Haydn's Late Oratorios and the Ideology of Musical Greatness
This project examines the relation between Haydn’s late oratorios and a new ideology of musical ”greatness” that emerges in Vienna towards the end of the 18th century. The hypothesis is that Haydn’s oratorio The Creation represents one of the first instances in the history of western music of a composer that self-consciously sets out to compose ”great music”, i.e. a music that aspires toward canonical status. In this sense, The Creation can be said to be a staging of Haydn himself as a ”great composer”, produced with great success as a cultural ”event” in Viennese musical life. What makes this kind of staging possible is the emergence of a new ideology, where certain ”serious” works of (primarily vocal) music are claimed to represent ”great art” in the same way as canonical works within literature and the visual arts.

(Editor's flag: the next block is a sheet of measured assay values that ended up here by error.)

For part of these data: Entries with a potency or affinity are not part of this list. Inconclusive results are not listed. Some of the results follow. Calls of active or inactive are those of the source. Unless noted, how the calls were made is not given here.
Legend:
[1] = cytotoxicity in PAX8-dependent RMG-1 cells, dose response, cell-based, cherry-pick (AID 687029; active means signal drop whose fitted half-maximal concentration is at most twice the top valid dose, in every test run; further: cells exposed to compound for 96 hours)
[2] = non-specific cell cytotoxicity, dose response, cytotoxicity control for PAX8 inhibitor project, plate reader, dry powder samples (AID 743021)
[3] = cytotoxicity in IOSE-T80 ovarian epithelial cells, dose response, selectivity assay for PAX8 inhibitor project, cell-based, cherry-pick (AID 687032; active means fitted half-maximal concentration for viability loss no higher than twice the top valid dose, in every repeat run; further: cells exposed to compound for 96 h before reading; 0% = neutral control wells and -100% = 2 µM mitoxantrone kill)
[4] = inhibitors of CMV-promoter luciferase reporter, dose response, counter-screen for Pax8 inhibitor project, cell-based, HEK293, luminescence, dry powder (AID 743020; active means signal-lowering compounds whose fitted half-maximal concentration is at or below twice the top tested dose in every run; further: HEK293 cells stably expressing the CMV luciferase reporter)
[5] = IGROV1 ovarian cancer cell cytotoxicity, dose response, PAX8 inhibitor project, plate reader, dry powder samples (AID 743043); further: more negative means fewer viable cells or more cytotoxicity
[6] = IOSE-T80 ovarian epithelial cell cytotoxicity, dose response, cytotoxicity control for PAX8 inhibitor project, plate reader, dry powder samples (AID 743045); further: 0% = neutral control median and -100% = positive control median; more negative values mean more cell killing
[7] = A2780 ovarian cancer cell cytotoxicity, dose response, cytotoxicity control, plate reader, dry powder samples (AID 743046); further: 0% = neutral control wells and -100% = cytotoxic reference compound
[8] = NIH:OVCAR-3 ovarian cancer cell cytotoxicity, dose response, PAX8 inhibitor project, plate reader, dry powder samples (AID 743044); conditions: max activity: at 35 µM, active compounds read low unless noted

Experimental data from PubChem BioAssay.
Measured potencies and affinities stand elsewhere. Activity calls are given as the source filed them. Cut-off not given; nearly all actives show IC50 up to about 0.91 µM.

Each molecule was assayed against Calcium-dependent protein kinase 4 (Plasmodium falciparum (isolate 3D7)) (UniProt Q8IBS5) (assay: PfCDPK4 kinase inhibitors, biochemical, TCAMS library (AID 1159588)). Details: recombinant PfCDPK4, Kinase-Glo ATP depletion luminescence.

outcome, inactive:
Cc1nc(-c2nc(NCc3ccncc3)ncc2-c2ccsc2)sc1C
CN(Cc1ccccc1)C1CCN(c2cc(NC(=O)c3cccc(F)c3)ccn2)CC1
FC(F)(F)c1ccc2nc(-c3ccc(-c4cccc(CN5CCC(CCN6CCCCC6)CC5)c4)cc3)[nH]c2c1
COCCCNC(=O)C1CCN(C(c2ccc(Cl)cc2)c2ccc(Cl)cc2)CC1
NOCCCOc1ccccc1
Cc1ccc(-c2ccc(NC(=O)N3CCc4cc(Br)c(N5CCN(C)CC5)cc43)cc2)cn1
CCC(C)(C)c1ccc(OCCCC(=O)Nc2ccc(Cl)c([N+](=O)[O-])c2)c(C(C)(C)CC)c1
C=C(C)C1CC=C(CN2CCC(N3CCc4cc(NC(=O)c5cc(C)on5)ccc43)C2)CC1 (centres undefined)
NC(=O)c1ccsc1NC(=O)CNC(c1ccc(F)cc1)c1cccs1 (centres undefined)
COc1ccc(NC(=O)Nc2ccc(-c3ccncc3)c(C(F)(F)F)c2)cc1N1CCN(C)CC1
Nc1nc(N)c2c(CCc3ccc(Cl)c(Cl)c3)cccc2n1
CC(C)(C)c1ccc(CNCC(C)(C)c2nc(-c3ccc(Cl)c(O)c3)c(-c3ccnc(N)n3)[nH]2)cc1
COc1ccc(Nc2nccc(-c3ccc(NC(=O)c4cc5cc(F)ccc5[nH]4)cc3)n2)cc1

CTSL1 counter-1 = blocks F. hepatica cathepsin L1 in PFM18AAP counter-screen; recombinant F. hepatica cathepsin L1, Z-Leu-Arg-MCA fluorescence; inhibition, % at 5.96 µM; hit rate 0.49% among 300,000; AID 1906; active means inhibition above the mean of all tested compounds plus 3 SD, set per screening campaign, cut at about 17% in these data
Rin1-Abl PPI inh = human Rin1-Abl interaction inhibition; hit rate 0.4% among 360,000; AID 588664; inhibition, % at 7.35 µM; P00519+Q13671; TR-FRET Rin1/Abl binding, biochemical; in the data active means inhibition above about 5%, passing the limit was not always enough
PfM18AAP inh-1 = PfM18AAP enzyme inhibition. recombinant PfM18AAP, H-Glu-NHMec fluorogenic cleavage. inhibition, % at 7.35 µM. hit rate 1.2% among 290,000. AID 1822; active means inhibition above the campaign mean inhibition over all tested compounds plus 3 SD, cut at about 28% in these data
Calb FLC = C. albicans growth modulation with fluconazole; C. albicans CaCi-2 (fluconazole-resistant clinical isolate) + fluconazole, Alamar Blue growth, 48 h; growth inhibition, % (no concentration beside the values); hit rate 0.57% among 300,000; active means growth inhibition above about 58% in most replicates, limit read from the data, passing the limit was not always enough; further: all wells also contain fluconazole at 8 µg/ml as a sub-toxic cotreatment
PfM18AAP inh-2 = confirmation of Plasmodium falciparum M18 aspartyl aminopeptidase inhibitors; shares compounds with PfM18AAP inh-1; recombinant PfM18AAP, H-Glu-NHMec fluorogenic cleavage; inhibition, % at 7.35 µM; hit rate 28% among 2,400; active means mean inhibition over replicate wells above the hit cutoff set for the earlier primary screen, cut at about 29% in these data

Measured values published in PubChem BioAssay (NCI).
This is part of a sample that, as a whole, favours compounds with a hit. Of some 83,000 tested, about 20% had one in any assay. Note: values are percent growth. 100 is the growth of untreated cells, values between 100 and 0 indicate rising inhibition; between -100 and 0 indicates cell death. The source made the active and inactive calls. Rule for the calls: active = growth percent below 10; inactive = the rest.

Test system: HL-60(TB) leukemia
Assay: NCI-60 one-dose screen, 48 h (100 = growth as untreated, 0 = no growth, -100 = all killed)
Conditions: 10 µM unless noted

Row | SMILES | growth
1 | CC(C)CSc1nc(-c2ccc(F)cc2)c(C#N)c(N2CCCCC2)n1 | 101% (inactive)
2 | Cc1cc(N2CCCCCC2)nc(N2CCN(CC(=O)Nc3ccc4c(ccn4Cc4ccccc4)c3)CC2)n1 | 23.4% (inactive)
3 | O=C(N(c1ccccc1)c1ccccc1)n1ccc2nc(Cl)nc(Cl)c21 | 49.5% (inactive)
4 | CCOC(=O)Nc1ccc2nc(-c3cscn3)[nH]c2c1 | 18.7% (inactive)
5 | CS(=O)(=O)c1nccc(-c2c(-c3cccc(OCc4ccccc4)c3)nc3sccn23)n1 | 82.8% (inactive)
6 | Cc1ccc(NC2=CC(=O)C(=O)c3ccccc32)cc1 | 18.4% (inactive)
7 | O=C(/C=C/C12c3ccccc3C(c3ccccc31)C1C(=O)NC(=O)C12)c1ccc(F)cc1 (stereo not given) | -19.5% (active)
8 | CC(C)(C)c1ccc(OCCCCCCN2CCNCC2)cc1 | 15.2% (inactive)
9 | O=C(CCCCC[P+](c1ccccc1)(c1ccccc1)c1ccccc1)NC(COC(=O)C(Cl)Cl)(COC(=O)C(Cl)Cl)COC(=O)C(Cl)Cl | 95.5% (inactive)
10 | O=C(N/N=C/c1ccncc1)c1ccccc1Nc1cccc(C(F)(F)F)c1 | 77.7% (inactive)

The project consists of two parts. The first part is an examination of the emergence of the new ideology of musical greatness. The key figures here is Baron Gottfried van Swieten and his network of aristocratic patrons, loosely assembled in the concert organization Die Gesellschaft der associierten Cavaliers. This organization was established in the 1780s to sponsor semi-private performances of great vocal works, mainly by Handel. The great climaxes of the concert series of the Associierte were the choral versions of Haydn’s The Seven Last Words (1796), The Creation (1798), and The Seasons (1801). An important part of this project will be a closer examination and reevaluation of the activities of van Swieten and his circle of aristocratic sponsors, both in aesthetic and political terms. Another important part of the study will be the musical analysis and interpretation of how Haydn staged himself as a Great Composer, self-consciously displaying an almost encyclopaedic knowledge of aesthetic discourses and musical styles. By uncovering the ideological elements of the works, and by untying them from established narratives of the ”social character” of the Classical style, this study also hopes to contribute to a reevaluation of Haydn’s late oratorios as progressive, complex, and complicated works.